Manganese is a trace mineral, which means your body only needs a very small amount of it. Incidentally, manganese is also naturally found only in small amounts in food. However, this also means that you have to ensure that you get enough manganese in your diet, because manganese deficiency can lead to problems like osteoporosis, glucose intolerance, and even epilepsy.
Manganese is important in helping the body utilize vitamin C, as well as in the manufacture of fat, sex hormones, and breast milk. The recommended daily intake of manganese is between 1.8 to 2.3mg for adults, which doesn’t seem a lot, until you see just how little manganese there is in most foods. That’s why we’re helping you get your daily fix with this list of 10 foods high in manganese.
1. Raisin Bran Cereal
It’s hard to go wrong with raisin bran cereal, regardless of which brand. Just make sure to not get the sugary ones—they’re usually the ones that have cartoon characters drawn on the box to attract children. Raisin bran cereal is packed with nutrients and has very few calories, making it perfect for weight watchers. It also is one of the best sources of manganese, containing up to 1.88 milligrams of it per 1-cup serving. Start your day right with raisin bran!
Pineapples, whether eaten or drank in juice form, is an important source of vitamins and antioxidants. It has also been used to treat various ailments such as inflammations and digestive problems. It is also almost synonymous to dietary fiber; ask anyone what to eat to get enough fiber in your diet, and they are more than likely to say pineapple. In juice form, pineapple can give as much as 2.5 mg of manganese per cup, and a half-cup of raw diced pineapple can give 1.28 mg.
3. Instant Oatmeal
Among oatmeals, instant oatmeal is usually the black sheep. It has been accused of having significantly lower nutrients than regular oats, being too sugary, and containing other unnecessary ingredients like sodium. While the last two may be true, the first accusation is not – it has just as much nutrition as its more traditional brethren. If you don’t mind the sugar, instant oatmeal is a rich source of manganese, with 1.20 mg per packet. If you need a quick breakfast and don’t have time to prepare oatmeal the traditional way, instant oatmeal isn’t a bad choice at all.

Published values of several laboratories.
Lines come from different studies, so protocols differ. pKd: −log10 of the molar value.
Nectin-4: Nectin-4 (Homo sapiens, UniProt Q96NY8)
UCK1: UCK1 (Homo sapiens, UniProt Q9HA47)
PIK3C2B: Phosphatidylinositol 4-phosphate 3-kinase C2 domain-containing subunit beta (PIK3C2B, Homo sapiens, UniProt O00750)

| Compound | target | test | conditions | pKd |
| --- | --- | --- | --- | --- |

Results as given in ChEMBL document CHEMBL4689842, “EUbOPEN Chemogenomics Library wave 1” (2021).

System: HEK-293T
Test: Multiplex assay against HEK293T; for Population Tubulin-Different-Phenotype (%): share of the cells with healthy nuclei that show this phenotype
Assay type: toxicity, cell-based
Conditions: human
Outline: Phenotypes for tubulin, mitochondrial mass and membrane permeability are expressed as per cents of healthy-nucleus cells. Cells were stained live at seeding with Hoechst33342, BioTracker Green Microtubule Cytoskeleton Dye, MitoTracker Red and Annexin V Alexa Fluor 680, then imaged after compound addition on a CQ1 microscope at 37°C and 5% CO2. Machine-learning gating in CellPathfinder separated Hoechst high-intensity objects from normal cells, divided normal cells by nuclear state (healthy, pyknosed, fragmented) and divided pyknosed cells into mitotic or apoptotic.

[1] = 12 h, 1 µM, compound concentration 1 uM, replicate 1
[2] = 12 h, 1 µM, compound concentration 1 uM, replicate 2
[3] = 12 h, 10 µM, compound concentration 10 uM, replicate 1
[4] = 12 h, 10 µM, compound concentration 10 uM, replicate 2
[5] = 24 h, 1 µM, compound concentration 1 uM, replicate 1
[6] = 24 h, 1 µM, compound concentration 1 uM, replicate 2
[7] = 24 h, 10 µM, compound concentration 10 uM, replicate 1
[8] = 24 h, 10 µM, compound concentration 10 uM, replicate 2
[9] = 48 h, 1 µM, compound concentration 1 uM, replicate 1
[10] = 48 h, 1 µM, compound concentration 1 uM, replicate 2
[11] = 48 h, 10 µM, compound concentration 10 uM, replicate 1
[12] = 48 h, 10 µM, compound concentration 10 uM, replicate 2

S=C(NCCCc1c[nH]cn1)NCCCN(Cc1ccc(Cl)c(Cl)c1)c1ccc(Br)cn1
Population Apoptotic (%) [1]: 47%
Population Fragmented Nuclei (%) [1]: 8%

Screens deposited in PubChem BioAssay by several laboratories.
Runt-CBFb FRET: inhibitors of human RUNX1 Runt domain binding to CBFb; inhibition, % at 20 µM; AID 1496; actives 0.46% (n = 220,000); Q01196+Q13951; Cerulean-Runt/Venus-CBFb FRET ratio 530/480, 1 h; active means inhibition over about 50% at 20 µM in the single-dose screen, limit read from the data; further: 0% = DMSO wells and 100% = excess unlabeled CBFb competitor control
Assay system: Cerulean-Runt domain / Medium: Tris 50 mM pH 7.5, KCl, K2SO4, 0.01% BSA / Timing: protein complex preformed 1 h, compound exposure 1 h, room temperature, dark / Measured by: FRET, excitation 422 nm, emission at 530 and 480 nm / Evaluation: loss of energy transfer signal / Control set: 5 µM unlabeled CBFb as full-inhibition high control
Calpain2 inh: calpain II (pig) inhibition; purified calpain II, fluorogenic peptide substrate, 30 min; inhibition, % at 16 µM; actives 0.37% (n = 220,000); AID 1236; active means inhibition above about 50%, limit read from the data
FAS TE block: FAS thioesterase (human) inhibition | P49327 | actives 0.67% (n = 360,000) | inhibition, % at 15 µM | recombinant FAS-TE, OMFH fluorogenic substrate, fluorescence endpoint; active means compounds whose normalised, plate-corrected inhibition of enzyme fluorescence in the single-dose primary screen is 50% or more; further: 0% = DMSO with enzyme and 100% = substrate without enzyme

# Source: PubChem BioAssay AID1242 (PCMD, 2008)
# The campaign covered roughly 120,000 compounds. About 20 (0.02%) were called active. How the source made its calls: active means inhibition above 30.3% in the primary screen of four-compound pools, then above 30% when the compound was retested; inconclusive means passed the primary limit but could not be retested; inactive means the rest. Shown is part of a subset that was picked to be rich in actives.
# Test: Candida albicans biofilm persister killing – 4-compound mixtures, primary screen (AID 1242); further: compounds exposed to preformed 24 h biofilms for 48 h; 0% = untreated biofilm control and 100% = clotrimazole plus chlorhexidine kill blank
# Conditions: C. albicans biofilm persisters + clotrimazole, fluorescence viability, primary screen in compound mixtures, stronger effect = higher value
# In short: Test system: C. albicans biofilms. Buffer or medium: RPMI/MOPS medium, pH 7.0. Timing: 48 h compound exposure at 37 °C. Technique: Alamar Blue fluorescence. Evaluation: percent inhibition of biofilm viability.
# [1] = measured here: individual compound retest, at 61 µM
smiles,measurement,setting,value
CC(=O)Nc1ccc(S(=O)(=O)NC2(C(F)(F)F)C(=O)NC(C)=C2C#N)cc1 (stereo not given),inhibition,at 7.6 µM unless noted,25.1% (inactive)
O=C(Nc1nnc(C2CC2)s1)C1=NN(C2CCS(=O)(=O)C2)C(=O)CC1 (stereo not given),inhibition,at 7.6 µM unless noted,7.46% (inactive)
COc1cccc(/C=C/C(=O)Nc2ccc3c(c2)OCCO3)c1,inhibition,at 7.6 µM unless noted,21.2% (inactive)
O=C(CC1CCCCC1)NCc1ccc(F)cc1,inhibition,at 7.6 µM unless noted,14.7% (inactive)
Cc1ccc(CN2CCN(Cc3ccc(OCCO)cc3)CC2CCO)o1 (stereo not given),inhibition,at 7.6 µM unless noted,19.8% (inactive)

Pecans are one of the most delicious members of the nut family. They impart a buttery, rich taste, which makes them great for pies. They’re also densely packed with vitamins and minerals, and have many health benefits like controlling bad cholesterol and keeping certain cancers at bay. A mere 30-gram serving of pecans can give you 1.12 mg of manganese, half of the daily recommended dose for most adults.
5. Brown Rice
Brown rice, or whole-grain rice, is touted as the healthier alternative to white rice. There is plenty of scientific evidence that supports this, and it also contains significantly more nutrients due to its unrefined nature. White rice isn’t even in the top 10 foods that contain manganese! Brown rice, on the other hand, has 0.88 mg per half cup serving. As an added bonus, it has far fewer calories per cup than its white counterpart, and also keeps you feeling fuller longer thanks to its fiber content. Swap your white rice for brown rice now!
The almond, native to the Mediterranean, comes in sweet and bitter forms, with the latter being used to make almond oil. The former can go directly into your mouth after being roasted and dried, or be used in cakes, pies, breads, and salads. Almonds have many therapeutic benefits, and it helps alleviate respiratory disorders, heart problems, anemia, and dental problems. It is also used to make a lactose-free alternative to milk, called almond milk. Almond has 0.74 mg of manganese per 30 grams, making it a decent source of dietary manganese.
7. Whole Grain Bread
Like brown rice, the fact that whole-grain bread (at least 90% grain) is unrefined and uses the whole grain makes it significantly more nutritious. It also has a much lower glycemic index, making it perfect for diabetic and glucose-intolerant individuals. And much like its rice counterpart, it also has fewer calories. One singular slice of whole-grain bread can give as much as 0.65 mg of manganese, which makes it an even better choice not just for diabetes patients but for everyone.
The common, unassuming peanut, present everywhere and available for cheap, actually packs quite a lot of health benefits. It is good for the heart, contains many antioxidants that help prevent cancer, helps reduce weight, has a lot of protein, and provides energy. Peanuts are also an excellent source of manganese, containing 0.59 mg per 30 g serving. No wonder peanut butter sandwiches are popular!
9. Sweet Potato
Sweet potatoes are fun to eat because they’re naturally sweet and require little to no preparation aside from cutting and boiling. But of course, you can use them as an ingredient in dishes like pies, cakes, and salads. You can even make French fries with them! It would be healthier too, as sweet potatoes contain tons of beta-carotene, and large amounts of vitamins A and C. It’s also one of the better sources of manganese, containing about 1.10 mg of it per cup.
Tea has enjoyed widespread popularity within health-conscious communities due to its potential to reduce heart attacks significantly, help in weight loss, keep bones strong, boost the immune system, and many other things. It’s also a good substitute for coffee if you simply want to drink something hot, as it has only 1/4 of the caffeine content of coffee.
Like other trace minerals, manganese’s rarity makes it difficult to get enough of, unless you know where to look. Fortunately, many common foods have this mineral; however, like with many things in life, do not take in too much of it, as that can cause problems as well. As long as you include the recommended amounts of the foods listed above in your daily diet, you’ll have enough manganese in your diet.